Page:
Creating in Chaos Series-Interview with Daniel Tidwell!

On this cool and overcast Thursday, I have the honor of introducing one of my favorite people in the ENTIRE WORLD to you. And this is not just because I used to annoy him ruthlessly in the back seat on long road trips (and still have a vague sense of lingering guilt about it). Mostly it’s because he’s something of a creative midwife and an exceptionally gifted communicator. Welcome, Daniel Tidwell!

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Image of Daniel taking selfie while his sister uses her cell phone in the background.

Tell us a little about what you do: 

Well . . . To pay my bills, I work in higher education. I design co-curricular programming for graduate students who are going into helping professions. The focus is helping people steward their own vocational development and sustainability. Basically, I help people practice checking-in with themselves and making sure they know how to get what they need in order to thrive and not burn out in fields of work designed for burn-out.

In addition to that, I work as a Spiritual Director–in my context, that means accompanying artists and LGBTIQA folks pursuing spirituality, especially when they don’t find a good fit in organized religion. I offer group classes geared toward the writing arts on understanding your own creative practice.

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Maxing out Focus-Guest Post by Isobel DeBrujah

Let’s talk about maxing out focus. I’ve spent the better part of my adult life studying crime and psychology and the absolute best place to read about this phenomenon is the Persuasion Skills Blackbook: Practical NLP Language Patterns for Getting the Response You Want. Use your new found powers only for good.

Maxing out focus is a term used most often in descriptions of grifting and con artistry. Continue reading

Creativity Series: Finding Your Magic In The Chaos

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Unless you’re living on Mars, you’re probably aware that things are, in a word, shitty.

Our new “President” (he’s not mine, for the record) has a cabinet that closely resembles one from Borgin and Burkes; complete with tiny grabbing hands, nasty-ass masks to hide behind, and instruments of torture and bigotry. Things are crappy. And they’ll probably get worse. Continue reading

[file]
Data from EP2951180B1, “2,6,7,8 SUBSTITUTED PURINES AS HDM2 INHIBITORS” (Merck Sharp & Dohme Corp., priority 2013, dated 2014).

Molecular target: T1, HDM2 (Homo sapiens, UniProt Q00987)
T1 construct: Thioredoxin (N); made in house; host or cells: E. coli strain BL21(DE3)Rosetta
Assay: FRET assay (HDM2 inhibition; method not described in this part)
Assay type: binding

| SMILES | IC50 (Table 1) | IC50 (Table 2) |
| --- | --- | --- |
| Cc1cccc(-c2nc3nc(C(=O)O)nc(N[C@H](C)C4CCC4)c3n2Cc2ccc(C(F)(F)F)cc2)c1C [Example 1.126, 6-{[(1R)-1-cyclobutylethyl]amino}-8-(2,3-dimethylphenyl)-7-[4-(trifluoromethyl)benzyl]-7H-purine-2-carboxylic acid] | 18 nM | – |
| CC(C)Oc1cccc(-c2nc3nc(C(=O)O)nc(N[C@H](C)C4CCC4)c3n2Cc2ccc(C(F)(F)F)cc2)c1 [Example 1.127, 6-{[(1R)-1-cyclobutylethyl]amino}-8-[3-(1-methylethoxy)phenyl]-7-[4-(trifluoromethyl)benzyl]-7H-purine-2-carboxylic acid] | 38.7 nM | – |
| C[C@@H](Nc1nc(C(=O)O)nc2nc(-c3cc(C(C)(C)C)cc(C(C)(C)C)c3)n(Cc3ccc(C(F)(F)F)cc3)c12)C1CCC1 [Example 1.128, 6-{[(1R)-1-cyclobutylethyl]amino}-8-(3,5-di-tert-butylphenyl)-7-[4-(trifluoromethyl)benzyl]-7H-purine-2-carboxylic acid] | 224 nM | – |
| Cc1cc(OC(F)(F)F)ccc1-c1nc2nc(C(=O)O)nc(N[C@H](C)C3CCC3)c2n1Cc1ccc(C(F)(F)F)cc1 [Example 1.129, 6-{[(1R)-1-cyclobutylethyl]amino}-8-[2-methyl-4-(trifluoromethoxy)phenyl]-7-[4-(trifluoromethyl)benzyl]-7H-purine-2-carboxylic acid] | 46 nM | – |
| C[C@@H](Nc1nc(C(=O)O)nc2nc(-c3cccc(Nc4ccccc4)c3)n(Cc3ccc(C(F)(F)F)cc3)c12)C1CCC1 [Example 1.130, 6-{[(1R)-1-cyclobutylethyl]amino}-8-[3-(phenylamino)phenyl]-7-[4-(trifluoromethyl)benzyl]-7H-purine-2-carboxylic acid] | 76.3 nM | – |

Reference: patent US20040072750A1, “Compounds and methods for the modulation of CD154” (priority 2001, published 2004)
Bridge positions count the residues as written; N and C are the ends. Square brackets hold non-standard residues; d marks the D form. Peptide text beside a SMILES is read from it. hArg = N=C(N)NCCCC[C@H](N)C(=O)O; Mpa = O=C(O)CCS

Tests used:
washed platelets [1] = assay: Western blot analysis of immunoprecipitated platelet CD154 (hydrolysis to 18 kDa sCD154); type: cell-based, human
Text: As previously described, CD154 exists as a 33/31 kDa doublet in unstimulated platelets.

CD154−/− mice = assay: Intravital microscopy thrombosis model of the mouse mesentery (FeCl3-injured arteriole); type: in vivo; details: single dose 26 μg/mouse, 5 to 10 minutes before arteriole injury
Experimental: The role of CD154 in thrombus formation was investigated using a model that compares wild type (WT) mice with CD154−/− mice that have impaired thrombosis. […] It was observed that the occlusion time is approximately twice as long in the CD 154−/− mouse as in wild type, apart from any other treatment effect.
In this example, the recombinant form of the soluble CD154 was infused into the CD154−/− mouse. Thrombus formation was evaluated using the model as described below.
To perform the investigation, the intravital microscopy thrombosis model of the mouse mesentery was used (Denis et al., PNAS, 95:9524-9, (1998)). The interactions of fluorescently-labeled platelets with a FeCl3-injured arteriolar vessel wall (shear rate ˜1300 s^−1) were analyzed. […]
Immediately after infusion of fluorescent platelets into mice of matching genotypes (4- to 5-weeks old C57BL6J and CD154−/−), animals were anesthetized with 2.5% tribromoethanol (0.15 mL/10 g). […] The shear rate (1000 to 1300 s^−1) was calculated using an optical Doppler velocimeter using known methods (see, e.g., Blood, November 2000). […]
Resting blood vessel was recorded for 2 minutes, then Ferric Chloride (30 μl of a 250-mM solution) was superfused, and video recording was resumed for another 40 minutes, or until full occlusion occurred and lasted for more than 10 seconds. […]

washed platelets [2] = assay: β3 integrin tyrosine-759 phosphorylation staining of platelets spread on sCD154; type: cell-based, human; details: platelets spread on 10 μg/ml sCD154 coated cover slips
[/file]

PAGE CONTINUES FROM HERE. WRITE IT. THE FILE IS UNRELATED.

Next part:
Spend a Day with your MC

One of my favorite writing exercises for developing a multi-layered character is essentially method acting for writers.

Spend the day as your MC. Ask yourself, “What’s my rationale for this behavior? Given my own headcanon for this character, how will I respond crossing this busy, wet city street? What will I order for lunch? Why? What do I see right now that might trigger a memory or pain in me?” Continue reading

Bad Art When You Can’t Write

I’ve started a new policy: don’t get stuck.

If I wake up in the morning dying to get my new ideas on paper but when I sit down I discover they’re not fully gelled, I don’t get to mope.

No moping allowed.

I have to make something. Anything. A bad poem. A terrible painting. Draw a manga version of a possible character. Plant new flowers. Refinish an old chest of drawers. Interpretive dance that terrifies my kids and cats. Stagnation isn’t an option because it makes me incredibly anxious and stupid, and even the most generous of plotlines won’t have anything to do with me (and I don’t blame them).

So. Behold my awful watercolor that I’m inexplicably proud of.

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Freeing Up Your Heartspace As a Writer

Over and over, I notice hardworking creative people (myself included) coming up empty in the areas of time and energy for reasons related to misplaced empathy. The act of writing requires the ability to place yourself in someone else’s shoes, so it makes sense that writers might carry it over into our daily lives, too. A good thing.

With the following people, though, I’ve found it’s a problematic habit to give *too* much:

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Writing Diverse Characters–Panel Interview Blog!

Like many writers I’ve talked with, I’m pretty justice-driven and compassionate, especially when it comes to being mindful of young readers. So, obviously, it really burns my toast that kids, teens, and adults don’t have the opportunity to read books with complex, diverse characters that amount to more than comic relief or sidekicks.

In an effort to listen, learn, and give others a platform to educate, I’m pleased to introduce three avid readers and writers who have graciously agreed to share some of their observations and experiences!

Welcome, Isobel, Charity, and Shondolyn!

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